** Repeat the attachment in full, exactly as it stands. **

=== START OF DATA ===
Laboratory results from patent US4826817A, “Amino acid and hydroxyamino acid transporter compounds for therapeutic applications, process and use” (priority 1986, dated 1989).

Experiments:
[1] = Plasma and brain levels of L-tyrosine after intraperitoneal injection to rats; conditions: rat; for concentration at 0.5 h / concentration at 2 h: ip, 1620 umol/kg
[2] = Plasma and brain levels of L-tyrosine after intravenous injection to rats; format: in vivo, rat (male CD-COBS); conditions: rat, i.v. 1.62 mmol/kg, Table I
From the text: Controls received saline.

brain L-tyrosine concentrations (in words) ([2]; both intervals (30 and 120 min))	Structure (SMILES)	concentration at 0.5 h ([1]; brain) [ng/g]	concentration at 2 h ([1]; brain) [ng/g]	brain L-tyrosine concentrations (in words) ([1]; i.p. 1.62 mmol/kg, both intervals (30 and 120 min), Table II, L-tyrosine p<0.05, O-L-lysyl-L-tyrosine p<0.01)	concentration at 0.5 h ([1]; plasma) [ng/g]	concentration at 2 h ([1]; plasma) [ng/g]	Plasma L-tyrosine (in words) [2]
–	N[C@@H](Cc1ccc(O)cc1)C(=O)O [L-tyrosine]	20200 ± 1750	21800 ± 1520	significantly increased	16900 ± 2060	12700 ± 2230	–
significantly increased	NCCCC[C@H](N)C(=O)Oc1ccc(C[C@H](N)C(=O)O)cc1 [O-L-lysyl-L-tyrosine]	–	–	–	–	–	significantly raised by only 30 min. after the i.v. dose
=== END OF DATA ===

Laboratory results from patent US4826817A, “Amino acid and hydroxyamino acid transporter compounds for therapeutic applications, process and use” (priority 1986, dated 1989).

Experiments:
[1] = Plasma and brain levels of L-tyrosine after intraperitoneal injection to rats; conditions: rat; for concentration at 0.5 h / concentration at 2 h: ip, 1620 umol/kg
[2] = Plasma and brain levels of L-tyrosine after intravenous injection to rats; format: in vivo, rat (male CD-COBS); conditions: rat, i.v. 1.62 mmol/kg, Table I
From the text: Controls received saline.

brain L-tyrosine concentrations (in words) ([2]; both intervals (30 and 120 min))	Structure (SMILES)	concentration at 0.5 h ([1]; brain) [ng/g]	concentration at 2 h ([1]; brain) [ng/g]	brain L-tyrosine concentrations (in words) ([1]; i.p. 1.62 mmol/kg, both intervals (30 and 120 min), Table II, L-tyrosine p<0.05, O-L-lysyl-L-tyrosine p<0.01)	concentration at 0.5 h ([1]; plasma) [ng/g]	concentration at 2 h ([1]; plasma) [ng/g]	Plasma L-tyrosine (in words) [2]
–	N[C@@H](Cc1ccc(O)cc1)C(=O)O [L-tyrosine]	20200 ± 1750	21800 ± 1520	significantly increased	16900 ± 2060	12700 ± 2230	–
significantly increased	NCCCC[C@H](N)C(=O)Oc1ccc(C[C@H](N)C(=O)O)cc1 [O-L-lysyl-L-tyrosine]	–	–	–	–	–	significantly raised by only 30 min. after the i.v. dose